The treaty that ended the War of 1812 and established a lasting peace between the U.S., Canada and the U.K. is once again being celebrated at Peace Arch Park.
Diplomats from four countries will be present at a ceremony to commemorate the ratification of the Treaty of Ghent. The treaty was signed in Belgium on Christmas Eve, 1814, officially ending the War of 1812. The treaty was ratified on February 16, 1815, and signed by President James Madison on February 17.
The Peace Arch monument in Blaine was originally designed to commemorate the 100th anniversary of the treaty, but its construction was pushed back to 1921 as the onset of World War I diverted national funds to the war effort.
Christina Alexander of the U.S. Canada Peace Arch Anniversary Association (USCPAA) organized the event. This is the second event honoring the treaty in the last two months. On Christmas Eve, community members gathered at the Peace Arch to celebrate the anniversary of the treaty’s signing with historical reenactments, musical performances and a festive lighting of the Arch.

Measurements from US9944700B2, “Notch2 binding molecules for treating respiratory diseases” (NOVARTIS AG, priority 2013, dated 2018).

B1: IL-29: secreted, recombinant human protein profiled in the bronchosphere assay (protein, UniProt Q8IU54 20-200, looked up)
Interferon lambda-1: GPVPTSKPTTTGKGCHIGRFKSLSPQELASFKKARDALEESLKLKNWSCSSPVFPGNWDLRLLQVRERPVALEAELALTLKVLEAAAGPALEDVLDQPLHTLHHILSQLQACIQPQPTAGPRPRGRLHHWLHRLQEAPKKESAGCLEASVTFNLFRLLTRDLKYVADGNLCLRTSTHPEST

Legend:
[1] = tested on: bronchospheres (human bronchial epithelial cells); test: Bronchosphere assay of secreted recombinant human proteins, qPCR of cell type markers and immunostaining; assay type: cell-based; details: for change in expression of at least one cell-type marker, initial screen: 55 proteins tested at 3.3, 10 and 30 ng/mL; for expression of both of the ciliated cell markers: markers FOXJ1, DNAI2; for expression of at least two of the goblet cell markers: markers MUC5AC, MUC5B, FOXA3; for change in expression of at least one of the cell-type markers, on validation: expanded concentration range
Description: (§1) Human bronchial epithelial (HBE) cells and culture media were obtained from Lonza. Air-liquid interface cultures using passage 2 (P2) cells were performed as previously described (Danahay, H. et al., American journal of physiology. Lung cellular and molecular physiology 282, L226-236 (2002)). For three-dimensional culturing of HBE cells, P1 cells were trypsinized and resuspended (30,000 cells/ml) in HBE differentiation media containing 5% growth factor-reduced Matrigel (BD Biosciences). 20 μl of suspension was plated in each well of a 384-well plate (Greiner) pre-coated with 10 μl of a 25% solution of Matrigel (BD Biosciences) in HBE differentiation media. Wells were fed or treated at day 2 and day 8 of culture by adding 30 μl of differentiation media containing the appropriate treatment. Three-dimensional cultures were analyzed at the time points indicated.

Consuls from four countries have agreed to attend the February 13 event: James Hill of Canada, Lynne Platt of the United States, Ronald Masnik of Belgium and Robin Twyman of the United Kingdom.
“This event is important, not just because we’re commemorating the end of a war, but we’re celebrating a lasting peace,” Twyman said. “It’s now 200 years later, and our countries enjoy a very special relationship. We share everything from commerce to culture. We’re celebrating the legacy of that peace and friendship.”
Representatives from the Washington Society of 1812 and the Washington Daughters of 1812, as well as the White Rock Scout Troop Color Guard, will join the consuls. Members of the Blaine High School choir will sing “Children of a Common Mother,” the official Peace Arch anthem.
The commemoration ceremony begins at noon on Friday, February 13. A Washington State Parks Discover Pass is required for parking at Peace Arch Park.